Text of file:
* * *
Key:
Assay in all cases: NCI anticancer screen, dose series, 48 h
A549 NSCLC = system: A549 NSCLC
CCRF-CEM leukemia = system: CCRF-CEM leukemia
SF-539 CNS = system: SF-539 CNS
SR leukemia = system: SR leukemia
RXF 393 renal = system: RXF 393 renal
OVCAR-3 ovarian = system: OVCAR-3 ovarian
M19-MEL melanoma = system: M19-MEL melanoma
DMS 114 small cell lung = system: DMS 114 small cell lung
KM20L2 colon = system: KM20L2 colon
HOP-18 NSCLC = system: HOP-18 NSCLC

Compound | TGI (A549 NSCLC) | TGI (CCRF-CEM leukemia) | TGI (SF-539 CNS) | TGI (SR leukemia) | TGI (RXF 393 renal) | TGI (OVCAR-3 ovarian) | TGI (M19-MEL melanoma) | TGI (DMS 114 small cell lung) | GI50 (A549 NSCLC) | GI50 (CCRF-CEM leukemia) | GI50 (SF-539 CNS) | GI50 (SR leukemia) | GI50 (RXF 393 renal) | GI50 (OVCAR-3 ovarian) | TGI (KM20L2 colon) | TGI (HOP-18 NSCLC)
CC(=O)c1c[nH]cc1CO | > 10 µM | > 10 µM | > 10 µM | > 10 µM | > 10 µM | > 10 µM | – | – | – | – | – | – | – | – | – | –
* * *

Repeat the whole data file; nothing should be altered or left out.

Key:
Assay in all cases: NCI anticancer screen, dose series, 48 h
A549 NSCLC = system: A549 NSCLC
CCRF-CEM leukemia = system: CCRF-CEM leukemia
SF-539 CNS = system: SF-539 CNS
SR leukemia = system: SR leukemia
RXF 393 renal = system: RXF 393 renal
OVCAR-3 ovarian = system: OVCAR-3 ovarian
M19-MEL melanoma = system: M19-MEL melanoma
DMS 114 small cell lung = system: DMS 114 small cell lung
KM20L2 colon = system: KM20L2 colon
HOP-18 NSCLC = system: HOP-18 NSCLC

Compound | TGI (A549 NSCLC) | TGI (CCRF-CEM leukemia) | TGI (SF-539 CNS) | TGI (SR leukemia) | TGI (RXF 393 renal) | TGI (OVCAR-3 ovarian) | TGI (M19-MEL melanoma) | TGI (DMS 114 small cell lung) | GI50 (A549 NSCLC) | GI50 (CCRF-CEM leukemia) | GI50 (SF-539 CNS) | GI50 (SR leukemia) | GI50 (RXF 393 renal) | GI50 (OVCAR-3 ovarian) | TGI (KM20L2 colon) | TGI (HOP-18 NSCLC)
CC(=O)c1c[nH]cc1CO | > 10 µM | > 10 µM | > 10 µM | > 10 µM | > 10 µM | > 10 µM | – | – | – | – | – | – | – | – | – | –